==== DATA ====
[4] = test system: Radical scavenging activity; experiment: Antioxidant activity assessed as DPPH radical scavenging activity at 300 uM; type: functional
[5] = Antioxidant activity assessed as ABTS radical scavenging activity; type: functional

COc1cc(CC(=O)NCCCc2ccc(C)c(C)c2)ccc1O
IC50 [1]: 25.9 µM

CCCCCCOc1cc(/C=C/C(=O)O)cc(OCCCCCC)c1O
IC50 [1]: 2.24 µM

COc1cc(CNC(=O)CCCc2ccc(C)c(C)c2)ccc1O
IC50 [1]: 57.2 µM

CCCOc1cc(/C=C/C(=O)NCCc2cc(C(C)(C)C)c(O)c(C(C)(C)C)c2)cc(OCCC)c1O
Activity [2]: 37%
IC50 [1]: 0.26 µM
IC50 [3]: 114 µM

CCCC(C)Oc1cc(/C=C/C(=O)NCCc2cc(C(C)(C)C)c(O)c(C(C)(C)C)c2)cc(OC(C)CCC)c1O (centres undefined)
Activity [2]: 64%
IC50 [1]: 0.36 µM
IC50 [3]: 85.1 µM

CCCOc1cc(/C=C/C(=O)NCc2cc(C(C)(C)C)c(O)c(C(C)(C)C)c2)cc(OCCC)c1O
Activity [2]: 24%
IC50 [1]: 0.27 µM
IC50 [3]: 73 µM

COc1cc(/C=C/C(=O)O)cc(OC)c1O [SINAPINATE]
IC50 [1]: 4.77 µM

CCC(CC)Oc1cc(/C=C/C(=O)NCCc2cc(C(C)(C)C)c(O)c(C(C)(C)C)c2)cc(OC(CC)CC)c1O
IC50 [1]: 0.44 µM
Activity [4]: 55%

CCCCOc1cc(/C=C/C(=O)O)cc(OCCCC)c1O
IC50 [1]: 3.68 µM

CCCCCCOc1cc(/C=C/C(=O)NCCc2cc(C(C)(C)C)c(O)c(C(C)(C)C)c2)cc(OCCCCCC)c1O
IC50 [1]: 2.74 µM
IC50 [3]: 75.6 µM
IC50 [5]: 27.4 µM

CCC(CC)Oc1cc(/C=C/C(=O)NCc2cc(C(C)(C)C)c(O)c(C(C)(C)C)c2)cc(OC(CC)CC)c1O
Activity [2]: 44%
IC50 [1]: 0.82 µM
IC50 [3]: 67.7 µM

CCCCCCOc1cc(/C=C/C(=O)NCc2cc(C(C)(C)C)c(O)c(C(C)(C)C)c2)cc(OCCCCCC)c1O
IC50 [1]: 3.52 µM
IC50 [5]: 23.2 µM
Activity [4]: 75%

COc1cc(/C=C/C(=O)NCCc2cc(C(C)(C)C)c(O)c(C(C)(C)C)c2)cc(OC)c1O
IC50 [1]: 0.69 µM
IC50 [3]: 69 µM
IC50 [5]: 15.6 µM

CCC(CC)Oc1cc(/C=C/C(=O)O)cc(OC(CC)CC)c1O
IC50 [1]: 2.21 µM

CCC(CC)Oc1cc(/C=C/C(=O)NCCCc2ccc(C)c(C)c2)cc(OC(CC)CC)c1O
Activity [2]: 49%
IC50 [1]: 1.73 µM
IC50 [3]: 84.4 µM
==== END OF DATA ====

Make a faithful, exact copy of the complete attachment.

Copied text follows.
[4] = test system: Radical scavenging activity; experiment: Antioxidant activity assessed as DPPH radical scavenging activity at 300 uM; type: functional
[5] = Antioxidant activity assessed as ABTS radical scavenging activity; type: functional

COc1cc(CC(=O)NCCCc2ccc(C)c(C)c2)ccc1O
IC50 [1]: 25.9 µM

CCCCCCOc1cc(/C=C/C(=O)O)cc(OCCCCCC)c1O
IC50 [1]: 2.24 µM

COc1cc(CNC(=O)CCCc2ccc(C)c(C)c2)ccc1O
IC50 [1]: 57.2 µM

CCCOc1cc(/C=C/C(=O)NCCc2cc(C(C)(C)C)c(O)c(C(C)(C)C)c2)cc(OCCC)c1O
Activity [2]: 37%
IC50 [1]: 0.26 µM
IC50 [3]: 114 µM

CCCC(C)Oc1cc(/C=C/C(=O)NCCc2cc(C(C)(C)C)c(O)c(C(C)(C)C)c2)cc(OC(C)CCC)c1O (centres undefined)
Activity [2]: 64%
IC50 [1]: 0.36 µM
IC50 [3]: 85.1 µM

CCCOc1cc(/C=C/C(=O)NCc2cc(C(C)(C)C)c(O)c(C(C)(C)C)c2)cc(OCCC)c1O
Activity [2]: 24%
IC50 [1]: 0.27 µM
IC50 [3]: 73 µM

COc1cc(/C=C/C(=O)O)cc(OC)c1O [SINAPINATE]
IC50 [1]: 4.77 µM

CCC(CC)Oc1cc(/C=C/C(=O)NCCc2cc(C(C)(C)C)c(O)c(C(C)(C)C)c2)cc(OC(CC)CC)c1O
IC50 [1]: 0.44 µM
Activity [4]: 55%

CCCCOc1cc(/C=C/C(=O)O)cc(OCCCC)c1O
IC50 [1]: 3.68 µM

CCCCCCOc1cc(/C=C/C(=O)NCCc2cc(C(C)(C)C)c(O)c(C(C)(C)C)c2)cc(OCCCCCC)c1O
IC50 [1]: 2.74 µM
IC50 [3]: 75.6 µM
IC50 [5]: 27.4 µM

CCC(CC)Oc1cc(/C=C/C(=O)NCc2cc(C(C)(C)C)c(O)c(C(C)(C)C)c2)cc(OC(CC)CC)c1O
Activity [2]: 44%
IC50 [1]: 0.82 µM
IC50 [3]: 67.7 µM

CCCCCCOc1cc(/C=C/C(=O)NCc2cc(C(C)(C)C)c(O)c(C(C)(C)C)c2)cc(OCCCCCC)c1O
IC50 [1]: 3.52 µM
IC50 [5]: 23.2 µM
Activity [4]: 75%

COc1cc(/C=C/C(=O)NCCc2cc(C(C)(C)C)c(O)c(C(C)(C)C)c2)cc(OC)c1O
IC50 [1]: 0.69 µM
IC50 [3]: 69 µM
IC50 [5]: 15.6 µM

CCC(CC)Oc1cc(/C=C/C(=O)O)cc(OC(CC)CC)c1O
IC50 [1]: 2.21 µM

CCC(CC)Oc1cc(/C=C/C(=O)NCCCc2ccc(C)c(C)c2)cc(OC(CC)CC)c1O
Activity [2]: 49%
IC50 [1]: 1.73 µM
IC50 [3]: 84.4 µM